THE Scottish Government last week announced a dramatic commitment to a nuclear weapons free independent Scotland within Nato, in addition to its longstanding commitment to ending nuclear energy production.

In March last year, the Scottish Labour leader, Anas Sarwar, made clear his support for new nuclear power stations in Scotland. In the preceding months, the GMB union, ‘the union for energy workers’ had called for urgent investment in new nuclear projects.

In December, Scottish Labour adopted Alan Gemmell as their candidate for the Central Ayrshire constituency at the General Election. Gemmell describes himself on his Twitter/X page as a “proud member” of the GMB union.

Hunterston B nuclear power station in North Ayrshire was commissioned in 1976 and began defuelling in 2022 but a date for full site clearance is not apparent.  Radioactive isotopes in the soil will remain active for a very long time. For example, one isotope, Plutonium-239, has a half-life of 24,000 years, by which time only half of the radioactivity will have gone!

While there have been many reports of leaks over the long lifespan of Hunterston B, into the Clyde estuary and on to the land near several small towns and villages close to the plant, no research studies have identified a statistically significant risk from these to the surrounding population.

One Aberdeen University study in 1999 did find that 14% more tumours of the nervous system were observed than expected within 25km of Hunterston B, this was not considered by it to be attributable to the power station.

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More recently in 2015, researchers found breast cancers were up to six times more common around two power stations in Wales and England.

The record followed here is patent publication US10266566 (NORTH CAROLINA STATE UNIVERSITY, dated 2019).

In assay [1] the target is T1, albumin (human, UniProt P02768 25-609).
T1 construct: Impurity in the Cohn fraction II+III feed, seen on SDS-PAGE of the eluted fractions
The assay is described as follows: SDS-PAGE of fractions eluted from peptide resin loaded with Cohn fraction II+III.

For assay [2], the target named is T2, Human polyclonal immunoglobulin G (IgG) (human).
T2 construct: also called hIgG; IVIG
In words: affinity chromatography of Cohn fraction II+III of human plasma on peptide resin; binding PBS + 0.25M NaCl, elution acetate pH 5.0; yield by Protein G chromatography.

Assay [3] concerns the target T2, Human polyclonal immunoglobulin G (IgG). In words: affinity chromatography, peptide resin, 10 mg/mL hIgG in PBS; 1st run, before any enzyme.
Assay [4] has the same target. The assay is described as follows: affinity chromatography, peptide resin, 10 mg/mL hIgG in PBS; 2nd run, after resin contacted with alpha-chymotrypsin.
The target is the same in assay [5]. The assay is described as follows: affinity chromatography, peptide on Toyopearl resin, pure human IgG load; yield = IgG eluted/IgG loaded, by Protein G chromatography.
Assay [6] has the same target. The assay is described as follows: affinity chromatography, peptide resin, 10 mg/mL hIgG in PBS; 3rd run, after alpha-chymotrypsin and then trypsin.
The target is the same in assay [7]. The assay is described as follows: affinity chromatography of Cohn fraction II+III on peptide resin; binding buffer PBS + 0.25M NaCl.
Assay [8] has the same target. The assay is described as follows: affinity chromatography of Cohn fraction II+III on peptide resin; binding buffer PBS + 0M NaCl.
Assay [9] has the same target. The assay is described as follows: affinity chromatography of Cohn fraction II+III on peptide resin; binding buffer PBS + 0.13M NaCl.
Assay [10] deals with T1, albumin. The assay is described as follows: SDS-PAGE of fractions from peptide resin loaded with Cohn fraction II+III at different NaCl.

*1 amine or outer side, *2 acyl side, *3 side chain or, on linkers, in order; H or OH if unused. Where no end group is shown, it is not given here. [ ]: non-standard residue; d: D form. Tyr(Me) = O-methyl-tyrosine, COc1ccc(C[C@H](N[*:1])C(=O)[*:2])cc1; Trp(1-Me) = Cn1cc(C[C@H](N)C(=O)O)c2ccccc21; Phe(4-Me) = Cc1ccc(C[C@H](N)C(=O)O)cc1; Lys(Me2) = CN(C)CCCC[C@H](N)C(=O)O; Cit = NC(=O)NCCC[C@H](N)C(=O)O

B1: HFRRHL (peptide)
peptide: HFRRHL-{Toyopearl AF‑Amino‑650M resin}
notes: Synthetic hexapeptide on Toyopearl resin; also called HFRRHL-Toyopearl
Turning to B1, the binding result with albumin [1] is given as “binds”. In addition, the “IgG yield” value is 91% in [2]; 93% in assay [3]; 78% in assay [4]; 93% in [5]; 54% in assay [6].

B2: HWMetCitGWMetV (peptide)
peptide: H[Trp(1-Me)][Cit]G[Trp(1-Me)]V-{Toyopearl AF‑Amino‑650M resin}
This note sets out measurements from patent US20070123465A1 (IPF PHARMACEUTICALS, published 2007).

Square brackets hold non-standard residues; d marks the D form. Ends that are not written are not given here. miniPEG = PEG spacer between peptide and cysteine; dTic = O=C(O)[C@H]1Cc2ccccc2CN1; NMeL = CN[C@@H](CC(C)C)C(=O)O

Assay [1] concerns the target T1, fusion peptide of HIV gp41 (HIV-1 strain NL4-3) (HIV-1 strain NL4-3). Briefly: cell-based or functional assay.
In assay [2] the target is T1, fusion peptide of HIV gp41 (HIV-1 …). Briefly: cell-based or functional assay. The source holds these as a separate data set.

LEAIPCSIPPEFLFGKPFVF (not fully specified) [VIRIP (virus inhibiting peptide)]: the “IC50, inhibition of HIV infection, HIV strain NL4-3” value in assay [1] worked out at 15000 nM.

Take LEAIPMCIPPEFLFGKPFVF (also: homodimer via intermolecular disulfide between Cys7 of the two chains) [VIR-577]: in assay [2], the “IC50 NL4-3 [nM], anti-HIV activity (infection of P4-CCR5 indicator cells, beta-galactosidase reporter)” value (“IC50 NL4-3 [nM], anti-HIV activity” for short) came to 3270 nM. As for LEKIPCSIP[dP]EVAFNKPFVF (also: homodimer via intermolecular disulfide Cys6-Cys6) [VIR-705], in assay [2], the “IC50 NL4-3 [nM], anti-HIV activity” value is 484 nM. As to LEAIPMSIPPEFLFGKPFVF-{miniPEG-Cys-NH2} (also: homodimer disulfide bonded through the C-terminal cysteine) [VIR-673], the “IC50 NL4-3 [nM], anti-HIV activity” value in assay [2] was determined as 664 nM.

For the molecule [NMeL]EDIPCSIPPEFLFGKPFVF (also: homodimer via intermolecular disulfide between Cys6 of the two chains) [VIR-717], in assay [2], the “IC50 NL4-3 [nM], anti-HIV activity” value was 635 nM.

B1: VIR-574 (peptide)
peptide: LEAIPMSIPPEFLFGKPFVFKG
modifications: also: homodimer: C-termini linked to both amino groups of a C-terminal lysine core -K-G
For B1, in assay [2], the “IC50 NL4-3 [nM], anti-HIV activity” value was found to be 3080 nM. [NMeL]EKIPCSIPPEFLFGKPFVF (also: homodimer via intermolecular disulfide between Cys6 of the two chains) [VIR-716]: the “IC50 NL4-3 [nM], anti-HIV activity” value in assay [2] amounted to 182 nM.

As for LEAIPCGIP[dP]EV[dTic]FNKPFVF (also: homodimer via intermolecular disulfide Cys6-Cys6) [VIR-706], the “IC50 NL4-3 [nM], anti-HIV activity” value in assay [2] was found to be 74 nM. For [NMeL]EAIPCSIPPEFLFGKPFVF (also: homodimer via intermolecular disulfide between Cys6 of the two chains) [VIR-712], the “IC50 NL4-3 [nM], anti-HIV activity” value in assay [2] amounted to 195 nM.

While there is not conclusive research showing that nuclear power stations cause cancer clusters, there is, equally, evidence that they might.

The onus should not to be on us to prove they are dangerous for our children but on the industry and those who support it to prove that they are not.

Almost by chance (a Google alert) I stumbled on a news report published on March 1 by the Pueblo Chieftain newspaper in Colorado in the US.

It described a town hall meeting drawing hundreds of Puebloans to protest the proposed replacement of the elderly Commanche 3 coal plant near the city with an “advanced” nuclear plant. At the meeting, local protesters referred to 2008 research from the National Institute of Health pointing to a significantly increased risk of the incidence of childhood cancers around nuclear plants.

In the report, we see in a case-control study of cancer among children aged under five years living within 5 km of a nuclear facility, showing a 61% increased incidence of all cancers and a shocking 119% excess risk of leukaemia.

Of course, supporters of “new”, or as in the above story, “advanced” small modular nuclear reactors have shown these to be safer in the sense that they are less likely to malfunction and explode.

But, critically, getting far less attention is the evidence from research carried out by Stanford University in 2022, showing that these same facilities generate more waste by a factor of up to 30 times.

It is this waste, rather than the admittedly low risk of a Chernobyl-type incident, that over the decades of operation will pollute the atmosphere, ground, and water courses around the plant and, inevitably, affect the local population.

Last week, The Guardian newspaper reported on widespread concerns in five English villages, some seaside resorts, where nuclear waste dumps have been proposed to store the often high-risk waste.

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Scientists and engineers often proclaim their commitment to the precautionary principle that requires them to do nothing that might cause harm until they are sure it will not.

Scottish Labour need to think carefully about this and voters in Ayrshire and beyond need to remember that only the SNP are fully committed to a renewables-based, nuclear-free and thus safe strategy for Scotland’s energy needs.

Allan Dorans is the SNP MP for Ayr, Carrick and Cumnock